--Adolescent program parent
This poem was written by one of our clients. We share it with her permission in hopes that it will inspire others to seek treatment and support. Should you have any questions or comments about this post, please email firstname.lastname@example.org.
There's a war in my head that keeps raging within
I'm sure to most people my thoughts would be sins.
My heart wants to thrive and love without a net,
My head tells my heart...everything is a threat.
My heart wants to live and laugh and play,
My head tells my heart...no one will ever stay.
My heart wants to be cherished and give all it's got,
My head tells my heart...you'll never get that shot.
My heart wants to feel like I'm a pretty girl,
My head tells my heart...you'll never get that deal.
My heart wants to flourish, live, and bloom,
My head tells my heart...there'll always be doom.
My heart wants to grow and experience romance,
My head tells my heart...you will never get that chance.
All I ask is a chance in this life to be free,
Free to be loved and free to be me.
I love this post by Dr. Sarah Ravin on tips for parents who are sending or considering sending their college aged child to school. Check it out below:
Leaving the Nest
If you're looking for inspiration please take some time to learn more about Jenni Schaefer. Check out her website for details about her books, Life Without Ed and Goodbye Ed, Hello Me, as well as song lyrics, blog posts, future speaking engagements, and helpful links on eating disorders and recovery.
Please share the blogs, people, and links that you find inspirational with email@example.com so that we may pass them along to our clients and colleagues.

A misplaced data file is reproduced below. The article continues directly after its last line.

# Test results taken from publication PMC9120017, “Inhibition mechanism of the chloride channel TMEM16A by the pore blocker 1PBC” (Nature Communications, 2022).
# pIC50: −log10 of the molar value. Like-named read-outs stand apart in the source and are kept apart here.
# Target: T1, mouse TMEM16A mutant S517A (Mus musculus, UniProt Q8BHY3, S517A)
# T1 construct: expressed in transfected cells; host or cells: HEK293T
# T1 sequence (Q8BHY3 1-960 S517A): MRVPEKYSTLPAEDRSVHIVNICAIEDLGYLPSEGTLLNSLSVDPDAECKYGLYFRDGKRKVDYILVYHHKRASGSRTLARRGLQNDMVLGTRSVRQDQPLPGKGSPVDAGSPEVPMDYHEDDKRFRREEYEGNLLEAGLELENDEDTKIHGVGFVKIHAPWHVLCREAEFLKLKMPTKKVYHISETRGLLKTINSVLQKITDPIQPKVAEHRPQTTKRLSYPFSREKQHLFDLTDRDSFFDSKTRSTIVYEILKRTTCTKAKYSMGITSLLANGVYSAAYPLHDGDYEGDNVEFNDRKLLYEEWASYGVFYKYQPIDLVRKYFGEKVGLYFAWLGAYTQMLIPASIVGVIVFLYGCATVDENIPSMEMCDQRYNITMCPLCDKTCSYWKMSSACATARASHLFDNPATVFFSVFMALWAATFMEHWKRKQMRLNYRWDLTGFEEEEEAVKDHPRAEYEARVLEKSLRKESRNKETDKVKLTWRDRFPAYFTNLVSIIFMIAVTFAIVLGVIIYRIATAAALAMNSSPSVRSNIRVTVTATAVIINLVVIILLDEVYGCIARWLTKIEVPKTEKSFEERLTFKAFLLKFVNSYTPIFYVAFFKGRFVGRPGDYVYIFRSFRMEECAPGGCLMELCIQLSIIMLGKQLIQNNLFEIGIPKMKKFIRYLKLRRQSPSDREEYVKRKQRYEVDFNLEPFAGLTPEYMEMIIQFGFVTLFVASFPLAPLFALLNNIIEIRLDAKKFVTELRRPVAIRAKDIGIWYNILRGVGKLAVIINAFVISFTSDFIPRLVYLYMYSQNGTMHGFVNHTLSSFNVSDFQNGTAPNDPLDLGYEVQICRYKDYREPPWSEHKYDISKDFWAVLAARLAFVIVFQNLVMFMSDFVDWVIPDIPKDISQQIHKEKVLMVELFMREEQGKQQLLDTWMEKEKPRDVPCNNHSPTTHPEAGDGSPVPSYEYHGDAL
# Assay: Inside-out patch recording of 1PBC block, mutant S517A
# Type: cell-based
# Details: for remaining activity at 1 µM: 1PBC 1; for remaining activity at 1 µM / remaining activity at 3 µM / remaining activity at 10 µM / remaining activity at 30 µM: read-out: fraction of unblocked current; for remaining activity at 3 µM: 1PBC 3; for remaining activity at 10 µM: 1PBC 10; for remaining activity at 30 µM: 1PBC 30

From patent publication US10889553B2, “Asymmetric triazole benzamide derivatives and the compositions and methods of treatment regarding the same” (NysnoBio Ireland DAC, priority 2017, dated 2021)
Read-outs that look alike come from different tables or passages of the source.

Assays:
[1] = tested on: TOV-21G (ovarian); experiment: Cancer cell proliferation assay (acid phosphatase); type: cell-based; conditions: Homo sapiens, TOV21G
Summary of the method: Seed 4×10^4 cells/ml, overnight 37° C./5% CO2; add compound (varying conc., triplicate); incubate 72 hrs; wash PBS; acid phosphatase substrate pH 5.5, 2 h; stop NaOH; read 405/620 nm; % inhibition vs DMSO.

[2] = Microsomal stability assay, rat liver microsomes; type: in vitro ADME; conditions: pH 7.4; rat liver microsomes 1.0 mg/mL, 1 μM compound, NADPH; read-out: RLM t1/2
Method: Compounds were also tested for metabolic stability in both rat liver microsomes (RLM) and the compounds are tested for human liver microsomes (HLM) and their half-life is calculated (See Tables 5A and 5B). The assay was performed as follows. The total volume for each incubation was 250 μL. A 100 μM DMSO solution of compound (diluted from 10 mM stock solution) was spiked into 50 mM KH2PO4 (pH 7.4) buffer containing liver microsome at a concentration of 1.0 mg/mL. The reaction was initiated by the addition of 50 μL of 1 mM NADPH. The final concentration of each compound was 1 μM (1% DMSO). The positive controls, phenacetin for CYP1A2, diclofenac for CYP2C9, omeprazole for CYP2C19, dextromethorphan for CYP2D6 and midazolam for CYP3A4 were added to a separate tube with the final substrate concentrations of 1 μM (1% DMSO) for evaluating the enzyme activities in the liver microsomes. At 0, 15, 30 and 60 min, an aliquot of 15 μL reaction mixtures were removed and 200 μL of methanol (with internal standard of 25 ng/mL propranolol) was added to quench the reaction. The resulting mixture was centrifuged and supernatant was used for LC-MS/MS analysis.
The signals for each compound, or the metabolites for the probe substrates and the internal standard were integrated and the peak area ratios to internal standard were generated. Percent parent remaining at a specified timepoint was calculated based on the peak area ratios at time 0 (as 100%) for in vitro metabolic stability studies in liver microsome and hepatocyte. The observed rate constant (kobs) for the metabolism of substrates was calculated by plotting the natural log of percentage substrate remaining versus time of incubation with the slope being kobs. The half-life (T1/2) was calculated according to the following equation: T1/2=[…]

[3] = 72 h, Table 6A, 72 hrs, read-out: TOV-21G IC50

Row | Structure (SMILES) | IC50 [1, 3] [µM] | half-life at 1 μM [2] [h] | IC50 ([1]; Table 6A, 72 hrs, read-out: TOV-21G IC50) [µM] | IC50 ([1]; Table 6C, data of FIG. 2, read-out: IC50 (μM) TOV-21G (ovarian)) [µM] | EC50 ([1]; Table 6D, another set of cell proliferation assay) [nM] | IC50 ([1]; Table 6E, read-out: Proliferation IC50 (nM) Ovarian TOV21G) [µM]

We are excited to tell you about a current publication by CCED’s Drs Anita Federici and Lucene Wisniewski in A Collaborative Approach to Eating Disorders edited by June Alexander and Janet Treasure. The article, titled "Integrating dialectical behavioral therapy and family-based treatment for multidiagnostic adolescent patients", gives a brief overview of Dialectical Behavioral Therapy and Family Based Therapy, along with a rational on why an integration of these two treatment modalities may be beneficial for multi-diagnostic adolescents. The article suggests that a collaboration between FBT and DBT therapies will help historically difficult to treat adolescents manage self-injurious behaviors (eating disorder and otherwise) by focusing largely on emotion regulation in the midst of participating in an FBT model. Furthermore, a focus on radical acceptance of the current treatment plan and a balance between change and validation serve to help the adolescent and their family decrease blame and increase a non-judgmental stance throughout the recovery process. Research is currently being conducted at CCED on the effectiveness of the integration of these two models.
For more information please read Federici, A. & Wisniewski, L. (2012). Integrating dialectical behavioral therapy and family-based treatment for multidiagnostic adolescent patients. In Alexander, J. & Treasure, J. (Eds.), A collaborative approach to eating disorders (177-188). New York: Routledge.
Should you have any questions or comments regarding this post please email firstname.lastname@example.org.
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